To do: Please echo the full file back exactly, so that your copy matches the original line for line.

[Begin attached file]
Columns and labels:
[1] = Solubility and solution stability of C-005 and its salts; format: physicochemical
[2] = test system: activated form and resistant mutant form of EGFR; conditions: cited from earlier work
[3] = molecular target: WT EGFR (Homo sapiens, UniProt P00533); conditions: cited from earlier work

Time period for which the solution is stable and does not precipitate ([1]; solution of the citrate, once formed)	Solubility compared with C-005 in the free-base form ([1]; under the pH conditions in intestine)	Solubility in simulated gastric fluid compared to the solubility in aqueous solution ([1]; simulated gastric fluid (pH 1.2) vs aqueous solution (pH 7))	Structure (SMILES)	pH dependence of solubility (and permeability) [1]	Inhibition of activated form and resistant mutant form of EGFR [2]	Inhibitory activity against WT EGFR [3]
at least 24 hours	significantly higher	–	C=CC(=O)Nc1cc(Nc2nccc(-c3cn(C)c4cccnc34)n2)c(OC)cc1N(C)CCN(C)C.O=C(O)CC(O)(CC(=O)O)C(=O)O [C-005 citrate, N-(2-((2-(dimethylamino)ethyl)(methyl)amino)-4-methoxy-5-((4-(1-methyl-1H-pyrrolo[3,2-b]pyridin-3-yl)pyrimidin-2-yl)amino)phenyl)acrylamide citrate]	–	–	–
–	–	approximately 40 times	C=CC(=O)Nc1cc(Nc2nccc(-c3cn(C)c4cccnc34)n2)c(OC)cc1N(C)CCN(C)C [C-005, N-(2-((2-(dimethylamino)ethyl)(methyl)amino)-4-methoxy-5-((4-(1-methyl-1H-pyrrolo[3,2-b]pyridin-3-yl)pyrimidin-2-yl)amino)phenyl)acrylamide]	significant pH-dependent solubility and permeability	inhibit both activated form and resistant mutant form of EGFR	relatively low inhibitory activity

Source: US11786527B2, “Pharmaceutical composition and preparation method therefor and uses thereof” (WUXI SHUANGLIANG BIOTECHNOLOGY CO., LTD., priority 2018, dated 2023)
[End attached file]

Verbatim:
Columns and labels:
[1] = Solubility and solution stability of C-005 and its salts; format: physicochemical
[2] = test system: activated form and resistant mutant form of EGFR; conditions: cited from earlier work
[3] = molecular target: WT EGFR (Homo sapiens, UniProt P00533); conditions: cited from earlier work

Time period for which the solution is stable and does not precipitate ([1]; solution of the citrate, once formed)	Solubility compared with C-005 in the free-base form ([1]; under the pH conditions in intestine)	Solubility in simulated gastric fluid compared to the solubility in aqueous solution ([1]; simulated gastric fluid (pH 1.2) vs aqueous solution (pH 7))	Structure (SMILES)	pH dependence of solubility (and permeability) [1]	Inhibition of activated form and resistant mutant form of EGFR [2]	Inhibitory activity against WT EGFR [3]
at least 24 hours	significantly higher	–	C=CC(=O)Nc1cc(Nc2nccc(-c3cn(C)c4cccnc34)n2)c(OC)cc1N(C)CCN(C)C.O=C(O)CC(O)(CC(=O)O)C(=O)O [C-005 citrate, N-(2-((2-(dimethylamino)ethyl)(methyl)amino)-4-methoxy-5-((4-(1-methyl-1H-pyrrolo[3,2-b]pyridin-3-yl)pyrimidin-2-yl)amino)phenyl)acrylamide citrate]	–	–	–
–	–	approximately 40 times	C=CC(=O)Nc1cc(Nc2nccc(-c3cn(C)c4cccnc34)n2)c(OC)cc1N(C)CCN(C)C [C-005, N-(2-((2-(dimethylamino)ethyl)(methyl)amino)-4-methoxy-5-((4-(1-methyl-1H-pyrrolo[3,2-b]pyridin-3-yl)pyrimidin-2-yl)amino)phenyl)acrylamide]	significant pH-dependent solubility and permeability	inhibit both activated form and resistant mutant form of EGFR	relatively low inhibitory activity

Source: US11786527B2, “Pharmaceutical composition and preparation method therefor and uses thereof” (WUXI SHUANGLIANG BIOTECHNOLOGY CO., LTD., priority 2018, dated 2023)